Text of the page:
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January 31, 2010

A Few Unsung Moments of Dialogue Awesomeness in Horror Films


One of my favorite things about horror, and movies in general, are the lines of dialogue that change the game for their film. Part of this comes from the fact I'm a word nerd, and another part comes from my interest in the psychology of characters in these flicks. Of course, not all horror lines can be as memorable or impactful as the likes of "We all go a little mad sometimes", "We belong dead" and "I see dead people", but I often find there are many horror lines that deserve attention for taking their films to the next level. And now, I'm gonna talk about three examples I love from three horrors I love - Night of the Living Dead, The Exorcist, and The Frighteners.

Some gigantic spoilers for the first two movies follow! (But you've probably already seen these movies anyway.)

Example# 1
The Film: Night of the Living Dead
The Players: George Kosana (Chief McClelland), Bill "Chilly Billy" Cardille (Field reporter)
The Setup: We're about an hour and fifteen minutes into the film. An escape attempt has just gone horribly wrong, and two are dead. The remaining characters sit in different stages of shock, waiting for a TV broadcast that might have answers to help them. When the broadcast comes, they find a reporter interviewing the Police Chief in charge of a "search and destroy" effort. And when asked about the creatures' prowess (specifically "Are they slow moving?"), Chief McClelland answers with.....

The Line: "Yeah, they're dead...they're all messed up."
Why I Love It: For starters, this is 1968. The zombie craze we live in today was unimaginable. There were no ground rules for a film like this, despite a few predecessors in style (The Last Man on Earth comes to mind). Not only do our characters know nothing about these creatures, the audience themselves know nothing about these creatures. And while the film has made strong efforts to get across the details of the ghouls on the loose, I find that this exchange sends the most efficient message about the dilemma. There's something about the potentially uneducated man of power stopping mid sentence to consider the situation before muttering about how messed up the situation is in his Gary Sinise voice that brings closure to the idea of these creatures on the loose...without actually bringing any closure to the situation for the characters.

Example #2
The Film: The Exorcist
The Players: Jason Miller (Father Damien Karras), Ellen Burstyn (Chris MacNiel)
The Setup: The Exorcism is underway, and Father Karras has had a bit of a breakdown. Father Merrin has asked him to leave the room, and he now sits alone on a bench at the bottom of the stairs. His elbows are on his knees, his hands are wrapped in prayer, and his head is sunken in fear and disappointment. Enter Chris, the concerned mother. She asks "Is it over?" and he shakes his head slowly from side to side. She pauses, and asks her next question. "Is she going to die. The priest responds.....

The Line: "No."Yeah, I know. It's two letters. It's barely a line. You can't walk around and claim you're quoting The Exorcist every time you say no. But stay with me here.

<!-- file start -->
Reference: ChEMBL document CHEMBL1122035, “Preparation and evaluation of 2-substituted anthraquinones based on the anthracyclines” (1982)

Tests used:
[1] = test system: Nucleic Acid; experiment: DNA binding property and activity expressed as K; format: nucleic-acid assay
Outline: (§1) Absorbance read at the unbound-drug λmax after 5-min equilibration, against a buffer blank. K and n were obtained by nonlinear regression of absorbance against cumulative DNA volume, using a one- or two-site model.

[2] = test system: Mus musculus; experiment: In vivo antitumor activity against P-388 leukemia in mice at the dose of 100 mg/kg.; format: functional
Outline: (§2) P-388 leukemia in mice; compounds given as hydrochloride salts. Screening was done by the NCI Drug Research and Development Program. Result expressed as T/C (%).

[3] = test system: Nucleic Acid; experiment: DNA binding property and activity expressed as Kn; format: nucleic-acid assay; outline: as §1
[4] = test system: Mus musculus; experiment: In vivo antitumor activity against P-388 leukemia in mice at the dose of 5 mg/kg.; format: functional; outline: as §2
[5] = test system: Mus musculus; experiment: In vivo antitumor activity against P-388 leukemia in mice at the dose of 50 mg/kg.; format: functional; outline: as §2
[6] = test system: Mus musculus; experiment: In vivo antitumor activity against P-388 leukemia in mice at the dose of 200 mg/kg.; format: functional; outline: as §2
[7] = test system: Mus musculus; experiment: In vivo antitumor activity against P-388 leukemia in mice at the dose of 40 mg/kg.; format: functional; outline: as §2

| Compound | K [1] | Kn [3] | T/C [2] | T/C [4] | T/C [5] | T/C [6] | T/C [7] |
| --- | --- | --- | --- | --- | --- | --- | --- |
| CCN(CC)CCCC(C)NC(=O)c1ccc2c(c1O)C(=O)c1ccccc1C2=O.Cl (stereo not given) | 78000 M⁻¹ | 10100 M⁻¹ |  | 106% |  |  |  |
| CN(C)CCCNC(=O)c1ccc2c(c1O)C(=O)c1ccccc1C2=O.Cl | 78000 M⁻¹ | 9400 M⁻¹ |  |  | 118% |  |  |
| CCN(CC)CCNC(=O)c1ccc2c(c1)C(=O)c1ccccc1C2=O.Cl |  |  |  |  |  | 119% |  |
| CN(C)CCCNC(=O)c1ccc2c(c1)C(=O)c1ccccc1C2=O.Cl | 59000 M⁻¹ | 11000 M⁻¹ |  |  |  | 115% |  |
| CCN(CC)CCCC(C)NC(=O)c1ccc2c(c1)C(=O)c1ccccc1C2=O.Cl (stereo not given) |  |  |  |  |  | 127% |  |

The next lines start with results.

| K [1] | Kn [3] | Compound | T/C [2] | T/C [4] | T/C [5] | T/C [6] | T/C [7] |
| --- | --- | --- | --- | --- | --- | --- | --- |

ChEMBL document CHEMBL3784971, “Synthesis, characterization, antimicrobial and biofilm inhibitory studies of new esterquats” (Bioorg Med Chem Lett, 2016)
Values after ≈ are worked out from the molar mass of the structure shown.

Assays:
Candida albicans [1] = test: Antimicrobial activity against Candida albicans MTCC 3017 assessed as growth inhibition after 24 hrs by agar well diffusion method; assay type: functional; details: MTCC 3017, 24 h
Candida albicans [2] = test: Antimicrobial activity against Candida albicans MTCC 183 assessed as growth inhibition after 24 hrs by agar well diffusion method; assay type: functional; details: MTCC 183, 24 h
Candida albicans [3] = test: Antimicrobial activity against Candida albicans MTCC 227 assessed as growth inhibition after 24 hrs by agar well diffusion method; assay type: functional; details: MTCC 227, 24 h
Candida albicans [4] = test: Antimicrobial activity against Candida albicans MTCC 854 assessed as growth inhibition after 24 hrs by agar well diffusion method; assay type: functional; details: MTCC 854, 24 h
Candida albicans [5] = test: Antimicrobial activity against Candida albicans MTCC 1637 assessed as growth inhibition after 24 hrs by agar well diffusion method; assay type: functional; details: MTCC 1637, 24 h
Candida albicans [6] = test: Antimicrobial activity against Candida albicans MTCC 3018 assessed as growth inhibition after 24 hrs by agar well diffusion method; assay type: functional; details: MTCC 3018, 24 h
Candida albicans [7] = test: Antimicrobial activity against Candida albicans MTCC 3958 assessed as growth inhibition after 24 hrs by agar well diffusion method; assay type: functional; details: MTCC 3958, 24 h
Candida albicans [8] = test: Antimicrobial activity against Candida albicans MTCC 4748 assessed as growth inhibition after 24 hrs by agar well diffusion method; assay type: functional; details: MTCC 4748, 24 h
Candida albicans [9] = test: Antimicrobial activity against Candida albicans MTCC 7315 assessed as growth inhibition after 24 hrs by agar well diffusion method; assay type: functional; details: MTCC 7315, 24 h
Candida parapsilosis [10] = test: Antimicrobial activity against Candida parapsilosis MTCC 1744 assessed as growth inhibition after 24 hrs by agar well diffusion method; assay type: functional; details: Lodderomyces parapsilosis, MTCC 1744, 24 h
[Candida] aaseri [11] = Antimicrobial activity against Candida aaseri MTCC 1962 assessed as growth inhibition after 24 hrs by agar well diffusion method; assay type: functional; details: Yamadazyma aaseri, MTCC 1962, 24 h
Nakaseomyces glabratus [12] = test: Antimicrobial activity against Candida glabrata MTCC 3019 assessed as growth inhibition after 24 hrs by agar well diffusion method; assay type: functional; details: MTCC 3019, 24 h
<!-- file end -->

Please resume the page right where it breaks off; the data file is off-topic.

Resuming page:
The fact of the matter is, this is the moment that turns the film around. If Father Karras were Super Mario from the video game, this moment would be the equal of getting a one up, star power, a mushroom, and maybe even that leaf that brings raccoon ears and tail all at the same time. Miller delivers the look above, the small word, and his ensuing slow rise from the bench and walk upstairs with such confidence and resolve that, in one word, he's restored our faith in surviving the ordeal on screen as viewers, not to mention made us feel strongly about the future endeavors of little miss Regan MacNeil. It's like Rambo tying his bandanna, but with a white collar in its place.

Example #3
The Film: The Frighteners
The Players: Jeffrey Combs (Milton Dammers), Michael J. Fox (Frank Bannister)
The Setup: Frank Bannister's attempts to get clear of the soul collecting demon that's been after his town are falling apart. He's now stuck alone with Special Agent Milton Dammers, a strongly psychotic fellow who's quite convinced that Frank himself killing people with his mind. He's got all the motives figured out, except one....

The Line: "But what about the guy in the toilet? What did *he* do? Piss on your hushpuppies?"
Why I Love It: OK, this line doesn't really matter to the film, except to further our understanding that Dammers is cuckoobananas. And, believe me, we get that. Anyway, what the hell does it mean? I mean, you've probably noticed the hushpuppies at the top of the post already, why on Earth would anyone piss on them? I'm confused by this line, but I love to say it. Anyway, I'm hungry now so I'm going to Long John Silvers to get my own piss-free hishpuppies.

In the meantime, feel free to come up with your own Unsung Moments of Dialogue Awesomeness in the comments below, and I'll be back with more one of these days.

3 comments:

The Mike said...

Please note the sarcasm in the last example. I just really love hushpuppies. :)

The Divemistress said...

The Frighteners is totally underrated, and doesn't get enough play as far as I'm concerned. As for the hushpuppies, Hush Puppy is brand of shoe (very comfortable if not too stylish). So Jeffery Coombs thinks the dude in the can peed on Michael J. Fox's shoes.

The Mike said...

Yeah, I realized that years after I first saw it. I just felt like running with my youthful thought because it still makes me laugh. :)